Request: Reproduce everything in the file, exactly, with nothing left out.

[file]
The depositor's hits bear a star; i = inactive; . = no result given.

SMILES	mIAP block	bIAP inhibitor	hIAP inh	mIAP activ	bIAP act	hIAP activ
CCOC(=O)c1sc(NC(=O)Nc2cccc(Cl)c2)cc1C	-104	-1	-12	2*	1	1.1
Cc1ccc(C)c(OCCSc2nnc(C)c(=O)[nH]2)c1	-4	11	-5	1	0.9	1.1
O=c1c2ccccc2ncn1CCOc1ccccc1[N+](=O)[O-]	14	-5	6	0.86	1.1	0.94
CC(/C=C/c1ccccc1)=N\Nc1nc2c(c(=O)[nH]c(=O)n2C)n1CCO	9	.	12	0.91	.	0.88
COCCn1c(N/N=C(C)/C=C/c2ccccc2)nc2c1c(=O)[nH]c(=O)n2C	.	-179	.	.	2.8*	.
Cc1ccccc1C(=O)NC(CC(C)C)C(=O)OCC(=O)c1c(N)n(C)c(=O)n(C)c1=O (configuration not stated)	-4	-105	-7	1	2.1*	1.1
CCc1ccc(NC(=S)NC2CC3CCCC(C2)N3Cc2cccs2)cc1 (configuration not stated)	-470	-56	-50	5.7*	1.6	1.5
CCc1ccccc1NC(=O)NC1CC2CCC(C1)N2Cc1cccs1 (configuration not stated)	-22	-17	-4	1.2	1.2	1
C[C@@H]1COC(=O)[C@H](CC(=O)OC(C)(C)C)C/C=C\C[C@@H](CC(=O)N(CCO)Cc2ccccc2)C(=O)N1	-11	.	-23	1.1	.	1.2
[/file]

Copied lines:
The depositor's hits bear a star; i = inactive; . = no result given.

SMILES	mIAP block	bIAP inhibitor	hIAP inh	mIAP activ	bIAP act	hIAP activ
CCOC(=O)c1sc(NC(=O)Nc2cccc(Cl)c2)cc1C	-104	-1	-12	2*	1	1.1
Cc1ccc(C)c(OCCSc2nnc(C)c(=O)[nH]2)c1	-4	11	-5	1	0.9	1.1
O=c1c2ccccc2ncn1CCOc1ccccc1[N+](=O)[O-]	14	-5	6	0.86	1.1	0.94
CC(/C=C/c1ccccc1)=N\Nc1nc2c(c(=O)[nH]c(=O)n2C)n1CCO	9	.	12	0.91	.	0.88
COCCn1c(N/N=C(C)/C=C/c2ccccc2)nc2c1c(=O)[nH]c(=O)n2C	.	-179	.	.	2.8*	.
Cc1ccccc1C(=O)NC(CC(C)C)C(=O)OCC(=O)c1c(N)n(C)c(=O)n(C)c1=O (configuration not stated)	-4	-105	-7	1	2.1*	1.1
CCc1ccc(NC(=S)NC2CC3CCCC(C2)N3Cc2cccs2)cc1 (configuration not stated)	-470	-56	-50	5.7*	1.6	1.5
CCc1ccccc1NC(=O)NC1CC2CCC(C1)N2Cc1cccs1 (configuration not stated)	-22	-17	-4	1.2	1.2	1
C[C@@H]1COC(=O)[C@H](CC(=O)OC(C)(C)C)C/C=C\C[C@@H](CC(=O)N(CCO)Cc2ccccc2)C(=O)N1	-11	.	-23	1.1	.	1.2